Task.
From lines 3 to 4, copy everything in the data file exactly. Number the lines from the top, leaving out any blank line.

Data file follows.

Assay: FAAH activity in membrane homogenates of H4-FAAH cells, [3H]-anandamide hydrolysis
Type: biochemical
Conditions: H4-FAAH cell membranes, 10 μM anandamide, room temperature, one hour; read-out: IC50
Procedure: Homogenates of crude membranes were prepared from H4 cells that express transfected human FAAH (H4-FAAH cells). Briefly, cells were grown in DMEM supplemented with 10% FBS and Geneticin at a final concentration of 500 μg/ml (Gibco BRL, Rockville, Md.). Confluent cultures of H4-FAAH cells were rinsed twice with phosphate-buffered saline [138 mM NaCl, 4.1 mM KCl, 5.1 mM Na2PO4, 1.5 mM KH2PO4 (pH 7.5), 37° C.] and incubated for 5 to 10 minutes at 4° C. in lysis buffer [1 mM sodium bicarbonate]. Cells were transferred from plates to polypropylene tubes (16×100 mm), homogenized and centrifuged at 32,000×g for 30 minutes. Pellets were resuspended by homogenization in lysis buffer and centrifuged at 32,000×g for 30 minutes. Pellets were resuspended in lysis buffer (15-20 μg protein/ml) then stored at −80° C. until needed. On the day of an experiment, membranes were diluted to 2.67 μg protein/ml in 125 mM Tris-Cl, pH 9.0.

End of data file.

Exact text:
Conditions: H4-FAAH cell membranes, 10 μM anandamide, room temperature, one hour; read-out: IC50
Procedure: Homogenates of crude membranes were prepared from H4 cells that express transfected human FAAH (H4-FAAH cells). Briefly, cells were grown in DMEM supplemented with 10% FBS and Geneticin at a final concentration of 500 μg/ml (Gibco BRL, Rockville, Md.). Confluent cultures of H4-FAAH cells were rinsed twice with phosphate-buffered saline [138 mM NaCl, 4.1 mM KCl, 5.1 mM Na2PO4, 1.5 mM KH2PO4 (pH 7.5), 37° C.] and incubated for 5 to 10 minutes at 4° C. in lysis buffer [1 mM sodium bicarbonate]. Cells were transferred from plates to polypropylene tubes (16×100 mm), homogenized and centrifuged at 32,000×g for 30 minutes. Pellets were resuspended by homogenization in lysis buffer and centrifuged at 32,000×g for 30 minutes. Pellets were resuspended in lysis buffer (15-20 μg protein/ml) then stored at −80° C. until needed. On the day of an experiment, membranes were diluted to 2.67 μg protein/ml in 125 mM Tris-Cl, pH 9.0.